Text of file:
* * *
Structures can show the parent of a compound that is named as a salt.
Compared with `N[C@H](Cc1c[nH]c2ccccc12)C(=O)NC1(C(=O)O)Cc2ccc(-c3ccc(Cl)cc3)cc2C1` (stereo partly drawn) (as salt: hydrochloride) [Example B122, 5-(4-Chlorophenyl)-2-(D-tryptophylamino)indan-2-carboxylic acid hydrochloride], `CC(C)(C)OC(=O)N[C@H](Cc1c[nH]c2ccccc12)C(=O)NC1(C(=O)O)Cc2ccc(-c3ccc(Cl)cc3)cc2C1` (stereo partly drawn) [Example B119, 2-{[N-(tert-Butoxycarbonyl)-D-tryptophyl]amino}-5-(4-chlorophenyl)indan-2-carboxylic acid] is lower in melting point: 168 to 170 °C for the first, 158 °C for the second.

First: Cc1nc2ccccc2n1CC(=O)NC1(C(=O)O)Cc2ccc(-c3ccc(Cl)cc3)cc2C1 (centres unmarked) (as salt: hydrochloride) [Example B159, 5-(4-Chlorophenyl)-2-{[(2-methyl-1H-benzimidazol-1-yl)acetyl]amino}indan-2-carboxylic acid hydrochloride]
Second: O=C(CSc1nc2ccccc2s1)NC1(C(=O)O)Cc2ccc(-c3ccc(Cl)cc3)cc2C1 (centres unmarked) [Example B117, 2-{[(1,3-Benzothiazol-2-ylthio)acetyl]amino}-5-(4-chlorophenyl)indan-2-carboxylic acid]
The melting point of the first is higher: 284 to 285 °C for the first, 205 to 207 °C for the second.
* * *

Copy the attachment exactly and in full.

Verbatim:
Structures can show the parent of a compound that is named as a salt.
Compared with `N[C@H](Cc1c[nH]c2ccccc12)C(=O)NC1(C(=O)O)Cc2ccc(-c3ccc(Cl)cc3)cc2C1` (stereo partly drawn) (as salt: hydrochloride) [Example B122, 5-(4-Chlorophenyl)-2-(D-tryptophylamino)indan-2-carboxylic acid hydrochloride], `CC(C)(C)OC(=O)N[C@H](Cc1c[nH]c2ccccc12)C(=O)NC1(C(=O)O)Cc2ccc(-c3ccc(Cl)cc3)cc2C1` (stereo partly drawn) [Example B119, 2-{[N-(tert-Butoxycarbonyl)-D-tryptophyl]amino}-5-(4-chlorophenyl)indan-2-carboxylic acid] is lower in melting point: 168 to 170 °C for the first, 158 °C for the second.

First: Cc1nc2ccccc2n1CC(=O)NC1(C(=O)O)Cc2ccc(-c3ccc(Cl)cc3)cc2C1 (centres unmarked) (as salt: hydrochloride) [Example B159, 5-(4-Chlorophenyl)-2-{[(2-methyl-1H-benzimidazol-1-yl)acetyl]amino}indan-2-carboxylic acid hydrochloride]
Second: O=C(CSc1nc2ccccc2s1)NC1(C(=O)O)Cc2ccc(-c3ccc(Cl)cc3)cc2C1 (centres unmarked) [Example B117, 2-{[(1,3-Benzothiazol-2-ylthio)acetyl]amino}-5-(4-chlorophenyl)indan-2-carboxylic acid]
The melting point of the first is higher: 284 to 285 °C for the first, 205 to 207 °C for the second.